Current advice 04 April 2019

Eddy current testing locates flaws in metal structures. But how does it work?

There are many non-destructive testing (NDT) methods but, arguably, none are as convenient as eddy current testing. With this method, eddy currents – loops of electrical current induced within conductors by a changing magnetic field in the conductor – are induced into the test object. Inspection devices can then detect surface and subsurface defects in conductive materials indicated by disturbances in the eddy currents.

Changes in the flow of the generated eddy current field caused by variations in the test object are reflected in nearby coils for subsequent analysis by an eddy current instrument. This measures variations in the electrical impedance of the coil for a chosen test frequency. Eddy current testing involves placing a probe on or near the material to be inspected. Jesse Herrin, eddy current product manager at Zetec, says: “The probe has a coil that generates an electromagnetic field that induces electrons to flow in the metal; any cracks or changes in metallurgical structure will distort the flow of electrons like eddies in a river. These distortions are captured and analysed by an instrument and displayed for the technician to review.”

Probes for eddy current testing fall into two broad categories – tubing probes for inspecting tubes in heat exchangers, and surface probes for flat and curved surfaces. Herrin again: “Within these categories, there are probes for specific applications, including welds; rivets; lap splices; bolt holes; ferromagnetic tubing; probes for tubing with bends; and more. These dedicated probes are designed so users can conduct a thorough inspection with only one pass of the area under test.”

The simplest probe design uses a single coil to generate the electromagnetic field. Multi-coil array probes have multiple coils arranged at longitudinal, transverse, or off-axis orientations that fire at coordinated times – capturing far more information in a single pass and increasing the speed, accuracy, and repeatability of an inspection. Examples of eddy current test technology include the Olympus NORTEC 600 above ( and the MIZ-21Cfrom Zetec (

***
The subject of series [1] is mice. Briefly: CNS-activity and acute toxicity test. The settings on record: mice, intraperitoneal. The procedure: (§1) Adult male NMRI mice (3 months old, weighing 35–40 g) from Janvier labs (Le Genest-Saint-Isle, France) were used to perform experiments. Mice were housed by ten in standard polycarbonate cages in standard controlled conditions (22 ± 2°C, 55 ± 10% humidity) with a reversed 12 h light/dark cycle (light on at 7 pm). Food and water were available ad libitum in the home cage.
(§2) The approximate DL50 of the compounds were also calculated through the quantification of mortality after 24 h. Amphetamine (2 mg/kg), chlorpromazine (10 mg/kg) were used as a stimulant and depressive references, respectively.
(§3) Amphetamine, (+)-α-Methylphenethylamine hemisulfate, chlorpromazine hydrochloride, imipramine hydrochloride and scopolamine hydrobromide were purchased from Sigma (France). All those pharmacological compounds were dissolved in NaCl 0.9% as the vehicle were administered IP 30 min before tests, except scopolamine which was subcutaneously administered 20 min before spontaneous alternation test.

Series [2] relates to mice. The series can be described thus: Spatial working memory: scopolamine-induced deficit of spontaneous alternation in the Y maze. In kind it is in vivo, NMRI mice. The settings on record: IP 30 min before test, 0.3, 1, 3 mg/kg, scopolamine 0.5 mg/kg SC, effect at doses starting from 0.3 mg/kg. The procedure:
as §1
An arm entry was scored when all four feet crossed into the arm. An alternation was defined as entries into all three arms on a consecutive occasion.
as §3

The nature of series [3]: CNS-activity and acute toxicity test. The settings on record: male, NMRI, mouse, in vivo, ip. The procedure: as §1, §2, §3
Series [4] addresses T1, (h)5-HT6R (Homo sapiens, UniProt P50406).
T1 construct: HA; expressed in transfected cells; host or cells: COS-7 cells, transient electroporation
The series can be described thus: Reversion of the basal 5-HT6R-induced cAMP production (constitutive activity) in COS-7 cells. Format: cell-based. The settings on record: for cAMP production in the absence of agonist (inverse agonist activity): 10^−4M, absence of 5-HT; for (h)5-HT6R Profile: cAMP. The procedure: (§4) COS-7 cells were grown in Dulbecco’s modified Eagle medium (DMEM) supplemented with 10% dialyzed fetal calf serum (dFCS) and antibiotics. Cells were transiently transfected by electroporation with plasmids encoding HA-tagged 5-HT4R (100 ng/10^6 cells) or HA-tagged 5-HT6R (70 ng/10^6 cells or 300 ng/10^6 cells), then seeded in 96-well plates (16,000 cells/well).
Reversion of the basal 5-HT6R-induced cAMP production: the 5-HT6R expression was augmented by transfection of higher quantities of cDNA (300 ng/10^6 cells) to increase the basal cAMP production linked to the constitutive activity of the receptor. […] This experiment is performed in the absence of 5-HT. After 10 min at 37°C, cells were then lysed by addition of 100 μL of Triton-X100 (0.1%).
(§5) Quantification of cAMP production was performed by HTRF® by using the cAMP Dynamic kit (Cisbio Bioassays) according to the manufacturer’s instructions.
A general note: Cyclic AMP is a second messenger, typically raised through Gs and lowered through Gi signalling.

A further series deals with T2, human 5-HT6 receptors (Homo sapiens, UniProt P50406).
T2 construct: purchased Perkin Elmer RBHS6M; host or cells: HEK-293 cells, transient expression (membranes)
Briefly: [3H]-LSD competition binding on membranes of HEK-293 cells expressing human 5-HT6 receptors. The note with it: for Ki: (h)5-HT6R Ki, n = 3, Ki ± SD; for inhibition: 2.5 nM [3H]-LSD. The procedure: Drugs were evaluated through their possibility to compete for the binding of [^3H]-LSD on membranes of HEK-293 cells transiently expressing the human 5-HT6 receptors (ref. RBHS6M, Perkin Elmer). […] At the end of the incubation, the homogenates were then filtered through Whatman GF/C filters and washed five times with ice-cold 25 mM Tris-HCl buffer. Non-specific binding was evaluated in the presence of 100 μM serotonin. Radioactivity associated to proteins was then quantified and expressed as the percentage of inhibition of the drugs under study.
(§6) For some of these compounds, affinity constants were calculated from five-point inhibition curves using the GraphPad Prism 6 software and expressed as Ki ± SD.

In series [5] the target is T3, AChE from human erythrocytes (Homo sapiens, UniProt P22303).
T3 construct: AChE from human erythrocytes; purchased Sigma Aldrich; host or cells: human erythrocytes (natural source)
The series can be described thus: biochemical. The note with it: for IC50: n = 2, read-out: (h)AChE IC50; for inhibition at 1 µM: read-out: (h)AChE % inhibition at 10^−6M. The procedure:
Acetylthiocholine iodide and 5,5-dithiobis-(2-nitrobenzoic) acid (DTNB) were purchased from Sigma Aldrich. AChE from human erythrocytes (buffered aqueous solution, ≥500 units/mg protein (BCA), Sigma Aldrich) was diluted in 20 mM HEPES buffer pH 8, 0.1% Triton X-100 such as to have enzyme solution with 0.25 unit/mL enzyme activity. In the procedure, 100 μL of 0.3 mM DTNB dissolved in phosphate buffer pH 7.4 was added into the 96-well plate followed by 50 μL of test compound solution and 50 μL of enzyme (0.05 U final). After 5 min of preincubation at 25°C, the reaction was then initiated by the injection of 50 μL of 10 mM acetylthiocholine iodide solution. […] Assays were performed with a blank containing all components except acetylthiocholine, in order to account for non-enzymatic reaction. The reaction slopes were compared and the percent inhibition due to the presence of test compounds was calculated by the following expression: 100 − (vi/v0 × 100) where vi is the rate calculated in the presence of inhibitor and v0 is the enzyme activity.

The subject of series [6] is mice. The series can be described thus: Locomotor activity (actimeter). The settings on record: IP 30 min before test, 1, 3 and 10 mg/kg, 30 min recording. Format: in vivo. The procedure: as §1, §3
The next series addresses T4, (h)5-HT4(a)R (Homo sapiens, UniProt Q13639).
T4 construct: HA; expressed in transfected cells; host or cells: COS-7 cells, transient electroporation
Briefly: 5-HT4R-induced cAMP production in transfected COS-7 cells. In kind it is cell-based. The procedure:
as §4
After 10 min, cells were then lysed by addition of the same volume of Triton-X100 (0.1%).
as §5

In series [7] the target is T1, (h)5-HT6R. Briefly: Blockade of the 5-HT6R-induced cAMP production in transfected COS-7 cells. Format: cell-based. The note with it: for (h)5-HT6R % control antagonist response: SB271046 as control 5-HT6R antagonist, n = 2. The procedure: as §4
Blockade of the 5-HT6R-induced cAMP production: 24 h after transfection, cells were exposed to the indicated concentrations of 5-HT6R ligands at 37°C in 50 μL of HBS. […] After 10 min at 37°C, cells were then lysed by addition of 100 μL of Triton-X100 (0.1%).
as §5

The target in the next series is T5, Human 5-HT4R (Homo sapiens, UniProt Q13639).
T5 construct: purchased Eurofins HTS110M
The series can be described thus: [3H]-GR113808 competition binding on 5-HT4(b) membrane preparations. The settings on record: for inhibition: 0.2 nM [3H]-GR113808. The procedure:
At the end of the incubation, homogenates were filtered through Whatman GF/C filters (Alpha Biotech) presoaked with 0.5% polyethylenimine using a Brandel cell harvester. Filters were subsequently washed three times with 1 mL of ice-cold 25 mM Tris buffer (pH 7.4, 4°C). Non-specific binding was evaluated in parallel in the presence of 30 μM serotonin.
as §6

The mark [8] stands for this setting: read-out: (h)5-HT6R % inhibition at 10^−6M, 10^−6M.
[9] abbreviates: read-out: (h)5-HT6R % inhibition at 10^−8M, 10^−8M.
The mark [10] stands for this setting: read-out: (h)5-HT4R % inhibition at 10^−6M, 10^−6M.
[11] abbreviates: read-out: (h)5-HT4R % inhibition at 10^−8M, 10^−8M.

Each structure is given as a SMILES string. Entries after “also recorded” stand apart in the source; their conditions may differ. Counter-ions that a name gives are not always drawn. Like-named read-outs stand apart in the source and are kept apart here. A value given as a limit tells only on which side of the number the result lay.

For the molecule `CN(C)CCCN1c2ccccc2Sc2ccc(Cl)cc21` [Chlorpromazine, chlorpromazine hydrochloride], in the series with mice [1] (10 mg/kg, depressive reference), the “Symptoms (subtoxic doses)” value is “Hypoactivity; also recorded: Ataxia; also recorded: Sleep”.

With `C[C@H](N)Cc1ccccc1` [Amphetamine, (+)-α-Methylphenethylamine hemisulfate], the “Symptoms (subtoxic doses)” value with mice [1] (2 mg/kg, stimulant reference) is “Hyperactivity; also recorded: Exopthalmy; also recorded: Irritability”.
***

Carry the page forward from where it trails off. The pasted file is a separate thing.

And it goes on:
Herrin points out that eddy current testing has a wide range of uses: “Some of the most common applications include tubing inspection in the power generation and oil and gas industries; materials and component testing in aerospace; and measuring thickness and conductivity to identify and sort materials in manufacturing and other industries. There are industry-wide reference standards for calibrating instruments and conducting inspections, and a growing community of inspection service providers.”

He adds that, from practical perspective, eddy current testing has several benefits: minimal site prep; the probe doesn’t have to contact the test surface; it’s effective on painted/coated surfaces; provides immediate results; and it produces a digital record.

Eddy current inspection also offers the benefit of having no impact on the material being tested. As Gary Luckett, sales and application specialist – advanced NDT at Olympus, explains: “Other forms of NDT such as penetrant testing or magnetic particle inspection may have the benefit of not destroying the part being tested, but they tend to use, for example, solvents, or they might affect the surface itself.”

However, the technique also has drawbacks, according to Herrin: “Like any NDT method, the reliability of eddy current test results depends on the skills and patience of the inspector, especially when the work environment is hazardous or uncomfortable.” And, because the testing technique is electrical in nature, it can only be used on conductive material.

As with any NDT method, the operator must meet in-depth training, experience, and examination requirements, probably in accordance with industry standards such as ISO:9712 NDT – Qualification and certification of NDT personnel. This, according to the British Institute of Non-Destructive Testing, may be an individual certified to PCN Level 3 (Personal Certification in Non-destructive testing) for the appropriate industry and product sector.

Concludes Herrin: “There are simpler and less expensive NDT methods (for example, magnetic particle testing) that don’t involve instruments and probes, but they’re more time-consuming, limited in ability to detect flaws, and don’t generate a digital record.”

Ian Vallely

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